It's time to clean up our act on how we clean hardwood floors
Whether newly installed or over 100 years old, hardwood floors are the pride and joy of your home. Learning how to clean hardwood floors, on the other hand, requires a bit of care and consideration to avoid the dreaded scratches, stains, and—dare we say it—water damage.
Thankfully, the job isn’t as tricky as it sounds. Once you find the best hardwood cleaners and tools for your unique floors, it's easy to get into a rhythm that will keep your floors as clean as the rest of your home.
Why Do Hardwood Floors Require Special Care?
Wood and water don't have a history of getting along, which puts us in a pickle when it comes to keeping hardwood floors clean. Even newly finished floors can experience "cupping" when oversaturated with water—aka, when the water reaches the base of the board and results in warping. Additionally, hardwood floors can get scratched, dinged, and stained, even from small pieces of grit tracked in on our shoes or from a pass with the vacuum.
Begin by investigating the type of wood and finish you have. Water-based finishes—such as water-based polyurethane—are often more durable against water than oil-based finishes used in older homes. When buying hardwood floors, you'll also learn about the unique softness or hardness of wood varieties as well as the more durable stains and finishes.
If you're in doubt about the type of wood used in your floors or the type of finish, contact a local hardwood flooring contractor for guidance.
Preparing to Clean Hardwood Floors
First of all, there's no need to obsess over cleaning or waxing your hardwood floors on a weekly basis. In fact, you only need to deep clean hardwood with a mop and cleaning solution every one to two months, depending on foot traffic. In between deep cleans, remove dust and grit with a dry mop or vacuum about once a week.
Prepare to clean your hardwood floors by determining the type of wood, stain, and trouble areas that need special attention. For example, is there a chair leg slowly creating a scratch line on the floor? How about a water spot in the mudroom where the kids always put down their boots?
Next, you'll want to choose the gentle tools and hardwood-approved cleaners for the job, many of which we've noted below. "The safest way to remove stuck-on dirt and grime from your hardwood floors is to utilize a non-abrasive, pH neutral cleaning solution with a lightly damp string mop," says Asya Biddle, Angi Expert Review Board member and manager of The Dust Busters janitorial company in Williamsport, PA. Always avoid:
A soaking-wet mop
Brooms with touch bristles
Ammonia or window cleaner
All abrasive cleaning chemicals
If you're concerned about a natural or commercial cleaning product, test a small portion of the solution on a hidden spot on your floors.
How to Clean Hardwood Floors
Despite its peculiarities, cleaning hardwood floors should not be as time-consuming as scrubbing bathroom tiles or kitchen floors. Fewer deep cleans overall make this a relatively easy project once you get the hang of it.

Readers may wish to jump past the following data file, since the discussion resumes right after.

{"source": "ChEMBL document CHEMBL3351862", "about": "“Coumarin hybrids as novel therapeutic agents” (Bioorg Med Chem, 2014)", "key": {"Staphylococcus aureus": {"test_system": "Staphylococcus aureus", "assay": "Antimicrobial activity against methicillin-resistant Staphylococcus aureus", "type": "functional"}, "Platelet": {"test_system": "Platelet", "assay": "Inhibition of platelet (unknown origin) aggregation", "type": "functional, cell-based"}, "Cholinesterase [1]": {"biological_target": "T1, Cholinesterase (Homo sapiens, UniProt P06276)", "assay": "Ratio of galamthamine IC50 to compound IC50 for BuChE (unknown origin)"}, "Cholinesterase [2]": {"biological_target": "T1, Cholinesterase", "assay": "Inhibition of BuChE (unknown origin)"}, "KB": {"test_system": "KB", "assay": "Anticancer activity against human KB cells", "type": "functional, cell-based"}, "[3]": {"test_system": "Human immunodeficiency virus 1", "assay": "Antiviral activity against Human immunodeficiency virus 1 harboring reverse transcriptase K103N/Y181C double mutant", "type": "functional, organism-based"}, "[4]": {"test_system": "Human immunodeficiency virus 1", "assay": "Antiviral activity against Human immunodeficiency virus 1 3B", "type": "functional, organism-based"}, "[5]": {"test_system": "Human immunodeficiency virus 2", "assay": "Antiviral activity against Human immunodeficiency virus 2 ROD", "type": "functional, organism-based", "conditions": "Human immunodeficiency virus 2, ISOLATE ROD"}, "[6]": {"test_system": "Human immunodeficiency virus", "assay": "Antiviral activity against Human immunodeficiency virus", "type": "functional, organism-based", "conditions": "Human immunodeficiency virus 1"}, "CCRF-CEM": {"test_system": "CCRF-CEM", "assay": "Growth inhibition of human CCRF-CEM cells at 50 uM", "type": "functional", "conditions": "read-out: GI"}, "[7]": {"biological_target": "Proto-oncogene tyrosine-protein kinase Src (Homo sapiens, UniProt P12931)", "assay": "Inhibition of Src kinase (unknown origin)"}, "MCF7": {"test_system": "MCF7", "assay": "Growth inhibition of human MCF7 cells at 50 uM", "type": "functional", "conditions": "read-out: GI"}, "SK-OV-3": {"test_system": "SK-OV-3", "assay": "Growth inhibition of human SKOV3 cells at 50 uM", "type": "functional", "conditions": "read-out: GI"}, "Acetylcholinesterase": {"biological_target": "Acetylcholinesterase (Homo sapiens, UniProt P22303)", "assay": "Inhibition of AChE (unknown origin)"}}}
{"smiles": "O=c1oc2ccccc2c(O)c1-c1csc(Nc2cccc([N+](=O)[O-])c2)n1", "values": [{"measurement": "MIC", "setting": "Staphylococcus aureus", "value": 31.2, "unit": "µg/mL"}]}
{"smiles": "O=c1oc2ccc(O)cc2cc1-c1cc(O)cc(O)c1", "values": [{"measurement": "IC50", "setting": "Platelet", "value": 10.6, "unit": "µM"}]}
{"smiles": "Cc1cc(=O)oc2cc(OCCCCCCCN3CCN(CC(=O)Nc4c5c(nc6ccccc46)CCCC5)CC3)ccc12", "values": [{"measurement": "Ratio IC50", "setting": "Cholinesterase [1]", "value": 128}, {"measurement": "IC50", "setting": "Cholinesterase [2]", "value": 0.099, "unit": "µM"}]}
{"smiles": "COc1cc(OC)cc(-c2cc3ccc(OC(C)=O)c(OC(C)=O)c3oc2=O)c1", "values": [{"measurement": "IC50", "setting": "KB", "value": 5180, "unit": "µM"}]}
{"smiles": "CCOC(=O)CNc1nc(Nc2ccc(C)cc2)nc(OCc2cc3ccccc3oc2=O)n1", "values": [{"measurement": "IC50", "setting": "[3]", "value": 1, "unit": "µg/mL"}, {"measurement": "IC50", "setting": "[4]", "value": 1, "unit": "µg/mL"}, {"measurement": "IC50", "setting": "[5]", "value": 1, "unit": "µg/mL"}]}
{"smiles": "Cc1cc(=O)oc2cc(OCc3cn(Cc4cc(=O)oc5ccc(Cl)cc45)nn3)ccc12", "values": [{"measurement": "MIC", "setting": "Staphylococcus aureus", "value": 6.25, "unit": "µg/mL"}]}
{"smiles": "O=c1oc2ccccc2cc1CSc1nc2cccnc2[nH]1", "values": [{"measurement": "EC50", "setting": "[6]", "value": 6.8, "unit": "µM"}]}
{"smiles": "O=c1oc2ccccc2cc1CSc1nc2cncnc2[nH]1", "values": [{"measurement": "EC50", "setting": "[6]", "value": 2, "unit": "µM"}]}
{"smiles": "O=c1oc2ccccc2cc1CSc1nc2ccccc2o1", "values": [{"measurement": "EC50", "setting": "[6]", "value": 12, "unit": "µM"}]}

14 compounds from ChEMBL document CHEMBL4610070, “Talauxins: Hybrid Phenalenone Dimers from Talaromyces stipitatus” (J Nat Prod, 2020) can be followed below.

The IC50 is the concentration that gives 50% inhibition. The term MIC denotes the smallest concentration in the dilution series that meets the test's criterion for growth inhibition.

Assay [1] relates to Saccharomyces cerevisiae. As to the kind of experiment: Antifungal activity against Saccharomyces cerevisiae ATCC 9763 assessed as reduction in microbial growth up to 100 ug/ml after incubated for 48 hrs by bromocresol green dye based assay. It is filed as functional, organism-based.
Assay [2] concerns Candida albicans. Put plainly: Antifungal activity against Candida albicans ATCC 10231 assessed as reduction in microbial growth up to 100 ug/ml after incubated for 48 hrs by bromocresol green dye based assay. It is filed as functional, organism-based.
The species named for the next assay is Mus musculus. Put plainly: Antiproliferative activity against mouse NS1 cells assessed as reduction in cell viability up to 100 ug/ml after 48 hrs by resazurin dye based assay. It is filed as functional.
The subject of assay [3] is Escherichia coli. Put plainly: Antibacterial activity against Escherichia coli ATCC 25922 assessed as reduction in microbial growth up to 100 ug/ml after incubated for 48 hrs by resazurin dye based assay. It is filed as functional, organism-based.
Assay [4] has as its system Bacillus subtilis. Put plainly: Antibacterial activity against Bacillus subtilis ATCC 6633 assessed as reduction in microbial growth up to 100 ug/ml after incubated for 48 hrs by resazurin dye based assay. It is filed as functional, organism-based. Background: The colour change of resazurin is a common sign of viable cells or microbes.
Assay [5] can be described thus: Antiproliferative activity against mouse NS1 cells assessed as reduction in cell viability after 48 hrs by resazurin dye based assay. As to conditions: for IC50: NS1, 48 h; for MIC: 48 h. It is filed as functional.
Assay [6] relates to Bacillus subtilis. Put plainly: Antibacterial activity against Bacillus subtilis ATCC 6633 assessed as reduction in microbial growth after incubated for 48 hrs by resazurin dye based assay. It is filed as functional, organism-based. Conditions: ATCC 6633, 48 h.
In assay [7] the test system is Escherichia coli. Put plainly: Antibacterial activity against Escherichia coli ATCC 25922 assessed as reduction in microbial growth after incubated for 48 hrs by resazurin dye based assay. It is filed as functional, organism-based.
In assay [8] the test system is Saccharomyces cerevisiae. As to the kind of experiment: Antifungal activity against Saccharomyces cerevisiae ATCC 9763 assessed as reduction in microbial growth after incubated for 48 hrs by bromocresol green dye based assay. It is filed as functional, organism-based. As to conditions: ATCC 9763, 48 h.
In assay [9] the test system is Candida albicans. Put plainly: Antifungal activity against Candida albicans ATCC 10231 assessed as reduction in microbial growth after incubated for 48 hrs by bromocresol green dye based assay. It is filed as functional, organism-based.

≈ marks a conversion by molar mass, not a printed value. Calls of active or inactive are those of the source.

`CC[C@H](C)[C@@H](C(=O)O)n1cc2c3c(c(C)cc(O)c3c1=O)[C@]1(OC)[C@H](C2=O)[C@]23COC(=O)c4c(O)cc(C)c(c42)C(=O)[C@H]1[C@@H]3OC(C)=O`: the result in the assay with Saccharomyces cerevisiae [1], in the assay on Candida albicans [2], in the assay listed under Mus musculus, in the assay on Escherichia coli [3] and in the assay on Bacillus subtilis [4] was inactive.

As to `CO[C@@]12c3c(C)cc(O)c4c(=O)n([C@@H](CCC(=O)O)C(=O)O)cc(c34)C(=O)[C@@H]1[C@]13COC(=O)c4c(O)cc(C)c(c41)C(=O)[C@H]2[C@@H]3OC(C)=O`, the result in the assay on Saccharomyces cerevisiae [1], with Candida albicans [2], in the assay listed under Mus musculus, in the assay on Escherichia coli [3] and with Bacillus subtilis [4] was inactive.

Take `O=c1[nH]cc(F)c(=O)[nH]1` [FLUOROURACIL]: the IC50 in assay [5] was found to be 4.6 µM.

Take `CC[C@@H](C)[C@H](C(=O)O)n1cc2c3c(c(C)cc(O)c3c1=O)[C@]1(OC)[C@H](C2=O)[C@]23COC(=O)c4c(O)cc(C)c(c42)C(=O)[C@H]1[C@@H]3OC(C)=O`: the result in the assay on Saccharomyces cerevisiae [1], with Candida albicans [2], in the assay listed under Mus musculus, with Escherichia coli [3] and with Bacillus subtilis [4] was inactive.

Sweep or Dry Mop
Not only does grit stick to your bare feet when it builds on floors, but it can also scratch hardwood over time. Choose a soft-bristled broom or microfiber dry mop to remove dust, dirt, grit, and pet hair at least twice a week. Pay extra attention to trouble rooms like the foyer, entrance hallways, or mudrooms.
Vacuuming once or twice a week is an excellent alternative to sweeping or dry mopping, but we do have a word of warning. Test your vacuum in an inconspicuous spot to ensure the wheels and brushes do not scrape your floors. In most cases, a vacuum does not pose a threat, but be sure to keep the rotating brush feature turned off. Some vacuums also include a flat floor attachment with a soft, removable pad.
Commercial Wood Floor Cleaner
When it comes to choosing a store-bought cleaner for hardwood floors, a good rule of thumb is to keep it simple. Trusted brands that advertise removing residue and dirt are your best bets. These options often feature natural oils and avoid harsh chemicals both to avoid damaging your floors and avoid potent volatile organic chemicals (VOCs) spreading through your home.
Steer clear of cleaning solutions that promise to "shine, wax, or enhance the color" of your floors, even if it appears to work on the first pass. Harsh chemicals may look good temporarily but can wear down the finish and even patina of the natural wood over time.
Most importantly, follow the instructions on the bottle for distilling and cleaning your floors with the product.
Vinegar Solution (But Test First)
There's a lot of debate about whether to use a solution of vinegar and water on hardwood floors, particularly if you use it often. Vinegar solutions are best for floors with a strong water-based finish such as polyurethane or urethane. In either case, always test your solution on an inconspicuous area before cleaning the whole floor. When you're ready to clean the whole room, here's how to go about it:
Combine one cup of distilled white vinegar with one gallon of water.